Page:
So now all he has to do is get back to the future (come on, it had to be said).  Which he manages, but not before giving the Doc a helpful little note saying that he’s going to be shot by terrorists.  So when Marty gets back to 1985, Doc Brown is wearing a helpful little bulletproof vest when he’s shot by Libyans.  That’s convenient.  Because how much of a downer would it be if Marty went through all that just to find the dead body of his best friend once he got back to 1985?

After a nice reunion with 1985!Doc, Marty goes home.  When he wakes up in the morning, he sees his family for the first time since his little trip.  Which is a really satisfying ending.  His siblings are successful adults instead of the pathetic bums they were before, and his parents are attractive, happy, and in love.  His dad is a confident, successful author, and his mom’s not a depressed alcoholic.  Nice.  It would be interesting to see how much of the rest of his life is different (or if Marty’s memories ever change to reflect the changes in his life up to age 17), but Marty and Doc run off to go screw with the fabric of time some more before we get a chance to find out.  Which I’m actually ok with, because it leads to…Back to the Future: Part II, and the fantastic ending line, “Roads?  Where we’re going, we don’t need roads.”  Although it is slightly upsetting that we’re four years away from “the future”, and I don’t have one of these sitting in my garage right now.

·         Random Musings:

  •   Not to be a jerk, but the Doc’s kind of the laziest guy ever.  I don’t know a person in the world who really needs an automated toaster.  Doesn’t he have better things to be doing?  Like installing a chameleon circuit in his Delorean so it’s not ridiculously out of place everywhere except for like three years in the mid 80s?

  •       However, I do love the Delorean.  And kind of want one.

  •   Mr Strickland’s kind of laying it on a little thick.  I mean, really.  The dude says this: “I noticed your band is on the roster for the dance auditions after school today.  Why even bother, McFly?  You don’t have a chance, you’re too much like your old man.  No McFly ever amounted to anything in the history of Hill Valley!”  Are principals really allowed to say that kind of shit to kids?  And what exactly does he have against the entire McFly family?  It’s ok though, because a second later he decides he’s not mad anymore and suddenly wants to make out with Marty.

  •       I’m sorry, I need to call bullshit on something.  Biff’s at the McFly house and asks for his work that George is doing for him (obviously).  He then yells at George, telling him that he needs time to get them retyped.  Retyped?  Really?  I think once something’s typed, that’s it…you can’t really, you know, dust or whatever to figure out who actually typed it out.  If he had said “typed”, that would be one thing, because then we could assume that George handwrote the report and Biff typed it out.  But retyped?  That just seems redundant.  Or, you know, stupid.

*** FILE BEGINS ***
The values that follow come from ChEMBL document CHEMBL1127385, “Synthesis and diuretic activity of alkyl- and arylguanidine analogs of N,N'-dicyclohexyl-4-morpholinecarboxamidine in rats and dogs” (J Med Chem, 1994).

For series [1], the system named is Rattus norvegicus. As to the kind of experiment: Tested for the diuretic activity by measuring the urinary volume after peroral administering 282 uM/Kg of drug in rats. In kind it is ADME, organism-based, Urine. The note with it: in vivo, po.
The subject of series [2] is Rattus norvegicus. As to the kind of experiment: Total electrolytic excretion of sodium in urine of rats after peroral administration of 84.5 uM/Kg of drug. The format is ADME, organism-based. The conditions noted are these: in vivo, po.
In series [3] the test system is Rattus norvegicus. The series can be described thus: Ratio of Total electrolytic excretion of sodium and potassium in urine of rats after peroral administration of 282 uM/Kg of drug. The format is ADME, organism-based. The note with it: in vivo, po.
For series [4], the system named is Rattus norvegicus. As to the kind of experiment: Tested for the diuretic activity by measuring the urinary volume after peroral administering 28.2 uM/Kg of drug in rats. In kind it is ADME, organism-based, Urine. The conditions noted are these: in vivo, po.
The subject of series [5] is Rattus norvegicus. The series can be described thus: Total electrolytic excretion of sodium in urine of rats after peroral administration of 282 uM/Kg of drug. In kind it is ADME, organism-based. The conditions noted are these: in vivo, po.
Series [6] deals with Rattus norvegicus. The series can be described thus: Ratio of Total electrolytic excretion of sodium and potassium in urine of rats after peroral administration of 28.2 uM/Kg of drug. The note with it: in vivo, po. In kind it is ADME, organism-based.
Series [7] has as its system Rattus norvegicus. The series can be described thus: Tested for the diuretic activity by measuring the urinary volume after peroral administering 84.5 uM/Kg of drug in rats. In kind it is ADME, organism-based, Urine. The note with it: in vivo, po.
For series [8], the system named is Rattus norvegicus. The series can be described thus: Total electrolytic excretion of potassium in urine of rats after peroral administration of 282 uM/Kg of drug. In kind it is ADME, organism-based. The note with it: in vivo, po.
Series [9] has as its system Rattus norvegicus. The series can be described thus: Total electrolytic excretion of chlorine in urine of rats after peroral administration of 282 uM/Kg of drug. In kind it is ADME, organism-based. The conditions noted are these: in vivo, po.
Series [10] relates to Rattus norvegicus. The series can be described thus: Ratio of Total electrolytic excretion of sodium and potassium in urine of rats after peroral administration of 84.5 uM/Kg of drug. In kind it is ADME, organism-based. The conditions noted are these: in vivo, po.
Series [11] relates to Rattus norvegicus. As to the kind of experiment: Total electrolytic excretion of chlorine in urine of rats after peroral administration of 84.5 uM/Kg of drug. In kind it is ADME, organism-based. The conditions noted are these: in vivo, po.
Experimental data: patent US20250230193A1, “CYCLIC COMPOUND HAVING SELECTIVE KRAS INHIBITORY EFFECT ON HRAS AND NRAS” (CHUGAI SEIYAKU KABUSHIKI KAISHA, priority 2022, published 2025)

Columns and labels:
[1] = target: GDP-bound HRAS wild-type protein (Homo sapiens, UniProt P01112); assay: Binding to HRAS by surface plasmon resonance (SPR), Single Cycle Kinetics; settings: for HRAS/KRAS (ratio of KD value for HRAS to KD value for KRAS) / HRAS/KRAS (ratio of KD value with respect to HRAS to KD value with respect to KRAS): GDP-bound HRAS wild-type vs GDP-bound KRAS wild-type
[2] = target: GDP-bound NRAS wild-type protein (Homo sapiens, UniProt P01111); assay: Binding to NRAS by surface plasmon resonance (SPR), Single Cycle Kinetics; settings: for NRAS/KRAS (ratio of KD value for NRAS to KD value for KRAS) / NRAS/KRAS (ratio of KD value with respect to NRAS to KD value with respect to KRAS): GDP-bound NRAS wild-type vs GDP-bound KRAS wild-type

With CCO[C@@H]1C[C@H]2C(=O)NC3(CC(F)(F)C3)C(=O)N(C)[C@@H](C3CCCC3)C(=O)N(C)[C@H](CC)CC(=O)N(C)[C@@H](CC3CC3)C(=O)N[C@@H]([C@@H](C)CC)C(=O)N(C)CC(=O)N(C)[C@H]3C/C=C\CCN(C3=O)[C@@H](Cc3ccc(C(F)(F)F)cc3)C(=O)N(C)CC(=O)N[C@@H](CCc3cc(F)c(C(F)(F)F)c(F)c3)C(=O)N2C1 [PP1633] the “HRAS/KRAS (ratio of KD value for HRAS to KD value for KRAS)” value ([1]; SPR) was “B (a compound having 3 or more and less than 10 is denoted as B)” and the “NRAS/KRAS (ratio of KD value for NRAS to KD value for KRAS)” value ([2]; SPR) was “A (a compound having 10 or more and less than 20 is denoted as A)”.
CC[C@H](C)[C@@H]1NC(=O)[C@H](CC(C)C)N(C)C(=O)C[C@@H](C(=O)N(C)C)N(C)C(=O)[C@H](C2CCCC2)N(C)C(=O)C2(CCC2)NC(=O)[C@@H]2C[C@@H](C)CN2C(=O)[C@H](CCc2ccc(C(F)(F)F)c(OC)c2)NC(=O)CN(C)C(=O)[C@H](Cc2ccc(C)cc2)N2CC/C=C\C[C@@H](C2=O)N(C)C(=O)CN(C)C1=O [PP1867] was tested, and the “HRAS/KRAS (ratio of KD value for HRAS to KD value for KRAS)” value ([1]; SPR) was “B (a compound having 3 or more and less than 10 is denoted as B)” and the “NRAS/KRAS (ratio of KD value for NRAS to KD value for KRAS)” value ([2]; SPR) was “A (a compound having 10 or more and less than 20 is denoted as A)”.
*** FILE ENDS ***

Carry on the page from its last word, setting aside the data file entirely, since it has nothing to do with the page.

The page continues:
•       I’m not like a relationship expert or something, but I’m thinking that “feeling sorry for someone” is not the best basis for a happy and healthy marriage.  Just saying.

  •       So Doc Brown decides to do a potentially EXTREMELY dangerous time travel test involving RADIOACTIVE MATERIAL…and he puts his dog in the car?  Nice, Doc.  Real nice.

  •       Doc wants to go 25 years into the future…to see the progress of mankind?  OK…let’s take a look.   

Yup.  Roll on the march of time.  I’m just saying, maybe he should dream a little bigger.  He’s got the whole of time at his disposal, and he goes to 2010?

  •       I love Mr Peabody.  “Take that you mutating son of a bitch!”  That’s the guy I want on my side in an alien invasion.

  •       I can’t even cope with the brilliance of the reveal in the diner when Marty realizes he’s sitting next to the teenager version of his father.  It’s so simple, but so amazingly effective.

  •       It’s also a really nice touch to have the toddler version of Uncle “Jailbird” Joey (who doesn’t make parole at the beginning of the movie) obsessed with being in his playpen…which is surrounded by bars.

  •       “Who's vice president, Jerry Lewis?”  Don’t joke about that, Doc.  It’s that kind of glib attitude that’s going to get this man elected president in 2020.


  • I’m also a huge fan of Doc Brown commenting on the videotape of himself in the future: “I’m an old man!”  When they’ve clearly done absolutely nothing in terms of make up to make him look any older in the 1985 scenes than he does in the 1955.

  •       I don’t think there’s a man alive who could make the words, “1.21 gigawatts!” as hilarious as Christopher Lloyd does.

  •       I love a man who goes up to a bar and orders, “Milk.  Chocolate,” and then tells a girl, “I’m your density.” Oh George, never change.

  •       So apparently Marty invents skateboards and rock and roll as we know it?  Good on you, Marty.  But maybe you should have dropped by a patent office or something.  Just saying.

  •       I love when Marty’s telling the Doc how his dad has never stood up to Biff in his life, and the Doc’s like, “Never?”  It’s a great way to give a teensy hint that things might not be exactly the same when Marty gets home.  Which leads up to the perfect ending.

So I think it's probably pretty clear how feel about the movie (the words "modern classic" and "icon" come to mind), but I'm actually really curious: are there people out there who don't like Back to the Future?  I mean really just don't like it?  I don't think I've ever met anyone who actively disliked this film; it might not be one of their favorites, but they don't have anything against it.  It's a fun movie with a great concept about time travel and potential incest.  What's not to love?  More than that, it really is a film that's got tremendous rewatch value.  You catch new things every time you see it, and the details of the piece, particularly regarding the changes that happen because of Marty's stint in 1955, are pretty impressive. 

Well that's it for me!  Tune in next time while I review Toy Story.  Thanks for reading!

Want to know more about the Top 1000 List?  Check it out and see if your favorites are here! They Shoot Pictures, Don't They?

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Luke said...

ahahahaha, that's a great review. Strickland is the best. I want to watch Back to the Future now.